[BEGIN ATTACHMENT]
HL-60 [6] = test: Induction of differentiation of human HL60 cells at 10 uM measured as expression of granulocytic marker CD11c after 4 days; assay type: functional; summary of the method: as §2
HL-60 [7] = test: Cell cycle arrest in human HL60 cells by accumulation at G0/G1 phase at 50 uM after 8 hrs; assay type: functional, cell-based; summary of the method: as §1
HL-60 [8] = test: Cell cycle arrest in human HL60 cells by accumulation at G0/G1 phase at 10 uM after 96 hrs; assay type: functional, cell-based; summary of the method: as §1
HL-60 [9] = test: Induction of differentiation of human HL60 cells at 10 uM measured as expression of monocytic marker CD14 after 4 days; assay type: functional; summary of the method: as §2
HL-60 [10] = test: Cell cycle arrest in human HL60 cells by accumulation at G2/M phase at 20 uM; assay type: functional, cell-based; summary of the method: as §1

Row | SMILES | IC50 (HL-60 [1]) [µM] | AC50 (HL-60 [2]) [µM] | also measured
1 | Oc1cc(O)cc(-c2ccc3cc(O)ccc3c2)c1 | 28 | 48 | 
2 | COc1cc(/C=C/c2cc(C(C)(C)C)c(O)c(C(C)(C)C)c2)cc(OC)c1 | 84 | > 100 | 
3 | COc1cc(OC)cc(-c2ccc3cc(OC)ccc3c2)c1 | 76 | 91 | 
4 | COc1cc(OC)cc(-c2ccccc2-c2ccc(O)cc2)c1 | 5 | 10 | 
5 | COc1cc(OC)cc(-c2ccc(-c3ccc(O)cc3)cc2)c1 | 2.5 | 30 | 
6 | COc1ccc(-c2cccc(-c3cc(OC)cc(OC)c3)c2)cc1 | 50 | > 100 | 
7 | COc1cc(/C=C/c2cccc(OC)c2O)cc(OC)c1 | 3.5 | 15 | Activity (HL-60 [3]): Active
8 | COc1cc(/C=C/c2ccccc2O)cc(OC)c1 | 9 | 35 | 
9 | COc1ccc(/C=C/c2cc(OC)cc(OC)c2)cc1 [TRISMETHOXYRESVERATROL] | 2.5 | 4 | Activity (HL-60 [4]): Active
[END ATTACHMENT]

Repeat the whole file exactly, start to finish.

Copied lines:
HL-60 [6] = test: Induction of differentiation of human HL60 cells at 10 uM measured as expression of granulocytic marker CD11c after 4 days; assay type: functional; summary of the method: as §2
HL-60 [7] = test: Cell cycle arrest in human HL60 cells by accumulation at G0/G1 phase at 50 uM after 8 hrs; assay type: functional, cell-based; summary of the method: as §1
HL-60 [8] = test: Cell cycle arrest in human HL60 cells by accumulation at G0/G1 phase at 10 uM after 96 hrs; assay type: functional, cell-based; summary of the method: as §1
HL-60 [9] = test: Induction of differentiation of human HL60 cells at 10 uM measured as expression of monocytic marker CD14 after 4 days; assay type: functional; summary of the method: as §2
HL-60 [10] = test: Cell cycle arrest in human HL60 cells by accumulation at G2/M phase at 20 uM; assay type: functional, cell-based; summary of the method: as §1

Row | SMILES | IC50 (HL-60 [1]) [µM] | AC50 (HL-60 [2]) [µM] | also measured
1 | Oc1cc(O)cc(-c2ccc3cc(O)ccc3c2)c1 | 28 | 48 | 
2 | COc1cc(/C=C/c2cc(C(C)(C)C)c(O)c(C(C)(C)C)c2)cc(OC)c1 | 84 | > 100 | 
3 | COc1cc(OC)cc(-c2ccc3cc(OC)ccc3c2)c1 | 76 | 91 | 
4 | COc1cc(OC)cc(-c2ccccc2-c2ccc(O)cc2)c1 | 5 | 10 | 
5 | COc1cc(OC)cc(-c2ccc(-c3ccc(O)cc3)cc2)c1 | 2.5 | 30 | 
6 | COc1ccc(-c2cccc(-c3cc(OC)cc(OC)c3)c2)cc1 | 50 | > 100 | 
7 | COc1cc(/C=C/c2cccc(OC)c2O)cc(OC)c1 | 3.5 | 15 | Activity (HL-60 [3]): Active
8 | COc1cc(/C=C/c2ccccc2O)cc(OC)c1 | 9 | 35 | 
9 | COc1ccc(/C=C/c2cc(OC)cc(OC)c2)cc1 [TRISMETHOXYRESVERATROL] | 2.5 | 4 | Activity (HL-60 [4]): Active